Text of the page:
Streetcar: Back Street of Naples

Our group was walking through a back street of Naples on the way to an historic cemetery when the tour guide assured us that our destination was only about a kilometer away. We Americans are often illiterate about the metric system, but I knew that one kilometer was less than a mile but more than what I, who had been hobbled by a back sprain, was able to walk at that moment. So, as the group turned a corner, I huddled with the guide. She assured me that the group would be coming back along the same path and if I just sat in the small public square across the street I could rejoin when they returned in about 45 minutes. That sounded good, though I was disappointed to be on the injured list.

There was nothing fancy about the square, just a few benches and chairs and a table. The block contained mostly shops where the clerks stood at the front entrances hoping for customers. In the distance I could see the tour group waking away like troops on a mission. I, on the other hand, sat on a bench hoping to absorb Italian life. Then something strange happened. I doubt if I had been seated two minutes when a man walked past me. His steps were very pronounced, as though he was marching, as his arms swayed. Most notable, though, was that he was whistling, quite nicely, not just any tune, but the “Triumphal March” from “Aida.”

Now, by my unofficial account, there are three cities in the world where that march, one of opera’s most stirring, is most significant. They are, in ascending order, Cairo, where Giuseppe Verdi’s masterpiece about an Ethiopian princess premiered in 1871; next is Milan, where the opera, with Verdi present, made its official debut in 1872; but first is New Orleans, where since the 1880s the march, because of Carnival, has frequently been played between Twelfth Night and Mardi Gras, as kings and queens have made their promenade on ballroom floors. My guess is that the march, through the centuries, has probably been played more in New Orleans than in any other city.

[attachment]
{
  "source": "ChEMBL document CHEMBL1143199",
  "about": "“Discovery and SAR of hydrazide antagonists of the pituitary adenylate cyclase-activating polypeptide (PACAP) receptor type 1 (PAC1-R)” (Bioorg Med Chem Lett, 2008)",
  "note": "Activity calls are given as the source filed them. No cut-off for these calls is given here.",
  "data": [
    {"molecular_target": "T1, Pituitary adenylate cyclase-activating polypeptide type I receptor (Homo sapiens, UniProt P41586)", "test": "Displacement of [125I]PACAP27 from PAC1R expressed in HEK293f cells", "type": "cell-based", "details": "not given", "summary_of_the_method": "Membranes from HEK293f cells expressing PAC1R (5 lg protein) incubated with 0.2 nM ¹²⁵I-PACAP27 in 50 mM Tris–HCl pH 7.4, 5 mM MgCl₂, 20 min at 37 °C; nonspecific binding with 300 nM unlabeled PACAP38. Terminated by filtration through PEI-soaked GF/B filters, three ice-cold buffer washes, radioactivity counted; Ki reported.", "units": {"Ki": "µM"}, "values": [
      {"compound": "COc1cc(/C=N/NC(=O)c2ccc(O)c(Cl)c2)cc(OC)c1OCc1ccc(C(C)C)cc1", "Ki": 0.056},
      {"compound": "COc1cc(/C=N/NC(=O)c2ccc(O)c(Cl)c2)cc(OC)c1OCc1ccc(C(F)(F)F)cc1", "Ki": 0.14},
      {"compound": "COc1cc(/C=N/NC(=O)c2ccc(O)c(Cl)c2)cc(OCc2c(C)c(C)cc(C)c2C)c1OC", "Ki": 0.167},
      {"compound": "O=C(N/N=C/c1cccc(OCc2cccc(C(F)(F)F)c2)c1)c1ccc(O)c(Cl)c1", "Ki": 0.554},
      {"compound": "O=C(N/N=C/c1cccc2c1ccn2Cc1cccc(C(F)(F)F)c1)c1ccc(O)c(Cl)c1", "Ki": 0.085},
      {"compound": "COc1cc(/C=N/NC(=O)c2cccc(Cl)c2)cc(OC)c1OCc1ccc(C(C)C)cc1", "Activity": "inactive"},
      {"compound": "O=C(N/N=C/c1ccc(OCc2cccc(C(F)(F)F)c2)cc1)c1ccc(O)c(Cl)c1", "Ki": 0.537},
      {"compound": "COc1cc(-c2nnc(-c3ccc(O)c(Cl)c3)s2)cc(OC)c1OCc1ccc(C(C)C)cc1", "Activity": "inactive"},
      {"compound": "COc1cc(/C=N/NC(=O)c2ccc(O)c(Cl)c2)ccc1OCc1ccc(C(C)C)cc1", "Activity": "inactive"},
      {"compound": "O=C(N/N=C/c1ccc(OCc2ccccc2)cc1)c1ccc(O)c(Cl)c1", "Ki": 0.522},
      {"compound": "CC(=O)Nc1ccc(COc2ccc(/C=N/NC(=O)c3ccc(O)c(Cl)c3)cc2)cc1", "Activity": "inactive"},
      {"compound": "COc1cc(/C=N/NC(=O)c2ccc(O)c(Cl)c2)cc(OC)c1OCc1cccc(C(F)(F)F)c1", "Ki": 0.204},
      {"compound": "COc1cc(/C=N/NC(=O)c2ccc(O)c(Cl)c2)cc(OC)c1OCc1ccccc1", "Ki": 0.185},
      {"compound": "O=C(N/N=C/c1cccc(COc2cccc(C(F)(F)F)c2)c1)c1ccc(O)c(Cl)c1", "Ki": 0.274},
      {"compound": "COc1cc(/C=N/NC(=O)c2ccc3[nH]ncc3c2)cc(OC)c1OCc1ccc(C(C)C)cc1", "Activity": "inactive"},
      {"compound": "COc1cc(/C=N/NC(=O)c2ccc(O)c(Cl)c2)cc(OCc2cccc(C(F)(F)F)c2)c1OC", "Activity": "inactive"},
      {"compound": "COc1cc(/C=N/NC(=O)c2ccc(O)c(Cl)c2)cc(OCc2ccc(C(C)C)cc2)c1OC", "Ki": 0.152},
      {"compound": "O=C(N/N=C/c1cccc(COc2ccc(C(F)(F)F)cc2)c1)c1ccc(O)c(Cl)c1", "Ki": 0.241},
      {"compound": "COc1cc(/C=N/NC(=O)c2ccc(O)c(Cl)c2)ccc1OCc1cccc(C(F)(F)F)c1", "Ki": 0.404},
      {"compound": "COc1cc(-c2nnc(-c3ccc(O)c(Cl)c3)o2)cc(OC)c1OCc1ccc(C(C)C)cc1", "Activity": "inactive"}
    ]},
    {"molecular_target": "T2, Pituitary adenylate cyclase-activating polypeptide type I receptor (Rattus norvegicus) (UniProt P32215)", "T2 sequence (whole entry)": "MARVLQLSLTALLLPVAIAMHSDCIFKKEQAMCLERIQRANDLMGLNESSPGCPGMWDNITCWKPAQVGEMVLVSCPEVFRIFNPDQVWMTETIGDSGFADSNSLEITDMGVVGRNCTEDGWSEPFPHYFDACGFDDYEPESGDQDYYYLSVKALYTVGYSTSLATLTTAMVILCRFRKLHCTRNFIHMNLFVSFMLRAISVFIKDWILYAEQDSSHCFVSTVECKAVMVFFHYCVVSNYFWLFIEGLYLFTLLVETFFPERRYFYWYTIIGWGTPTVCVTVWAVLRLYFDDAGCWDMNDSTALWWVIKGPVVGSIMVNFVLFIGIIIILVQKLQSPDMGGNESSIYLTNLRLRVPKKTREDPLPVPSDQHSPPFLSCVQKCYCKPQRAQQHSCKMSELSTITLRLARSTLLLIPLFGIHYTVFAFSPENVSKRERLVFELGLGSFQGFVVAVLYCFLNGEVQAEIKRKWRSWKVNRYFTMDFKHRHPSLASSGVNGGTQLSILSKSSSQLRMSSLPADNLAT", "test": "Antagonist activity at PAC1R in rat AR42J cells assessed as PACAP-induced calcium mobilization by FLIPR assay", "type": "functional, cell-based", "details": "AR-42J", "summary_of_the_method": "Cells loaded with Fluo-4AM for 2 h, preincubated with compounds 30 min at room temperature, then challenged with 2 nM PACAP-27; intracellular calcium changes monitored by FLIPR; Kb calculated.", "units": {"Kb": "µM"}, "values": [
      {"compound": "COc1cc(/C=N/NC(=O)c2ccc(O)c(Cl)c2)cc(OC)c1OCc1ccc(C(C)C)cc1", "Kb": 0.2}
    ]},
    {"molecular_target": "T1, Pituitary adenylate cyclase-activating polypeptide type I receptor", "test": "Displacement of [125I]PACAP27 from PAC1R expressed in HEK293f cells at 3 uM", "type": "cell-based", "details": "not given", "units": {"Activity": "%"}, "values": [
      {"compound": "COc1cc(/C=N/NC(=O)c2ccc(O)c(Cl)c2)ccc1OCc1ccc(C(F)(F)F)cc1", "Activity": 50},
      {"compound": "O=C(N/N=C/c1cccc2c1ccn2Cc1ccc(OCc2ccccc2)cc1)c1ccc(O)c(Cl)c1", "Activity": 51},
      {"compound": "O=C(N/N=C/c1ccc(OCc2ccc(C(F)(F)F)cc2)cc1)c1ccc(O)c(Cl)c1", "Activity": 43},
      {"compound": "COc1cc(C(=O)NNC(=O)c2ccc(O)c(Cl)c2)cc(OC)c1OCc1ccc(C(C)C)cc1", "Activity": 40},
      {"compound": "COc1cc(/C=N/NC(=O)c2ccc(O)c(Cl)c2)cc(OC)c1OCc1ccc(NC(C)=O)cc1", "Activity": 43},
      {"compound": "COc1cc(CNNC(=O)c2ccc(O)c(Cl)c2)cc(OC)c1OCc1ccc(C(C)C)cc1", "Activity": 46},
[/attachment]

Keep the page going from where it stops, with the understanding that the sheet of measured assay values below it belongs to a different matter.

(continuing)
Not that there is anything unusual about an Italian whistling an opera, but the moment seemed too theatric to be true as though a character, listed as “The New Orleanian,” took the stage and sat on a bench. Someone behind the curtain signaled to cue the whistler who then walked by while performing a professional rendition of the march. If there was an audience, it would have applauded. I just sat, perhaps too mesmerized by the moment, to respond.

Little did I know but that in the final scene something else strange was going to happen… .

That estimated 45 minutes stretched past an hour. I, however, had not moved from my bench. I was fascinated by watching the locals, many of whom were shopkeepers, assemble as the day wore on, joining in animated discussions. As the lone American I was no doubt conspicuous. Then one of the shopkeepers, a friendly-looking man wearing a tweed cap, broke from his conversation and approached me. He spoke in a broken English that was far superior to my broken Italian. Pointing down the street he said, “your group is coming back, it is about two blocks away.” I thanked him and looked in the distance where I could see bobbing heads moving in my direction. I did wonder though, and still do, how he knew both that I was waiting for a group and where it was located at the moment. Maybe he had been standing outside his shop and overheard the initial conversation with the tour guide, or maybe it was just the mystique of old Naples. Either way, I realize now that as I sat there alone in a strange city, he was watching out for me.

When I rejoined the tour group, I learned that it still had about another half-mile to its march which I endured, if not triumphally, at least steadily. Those who had gone to the cemetery had stories to tell. Amazingly, though I just sat on a bench, so too did I.


 

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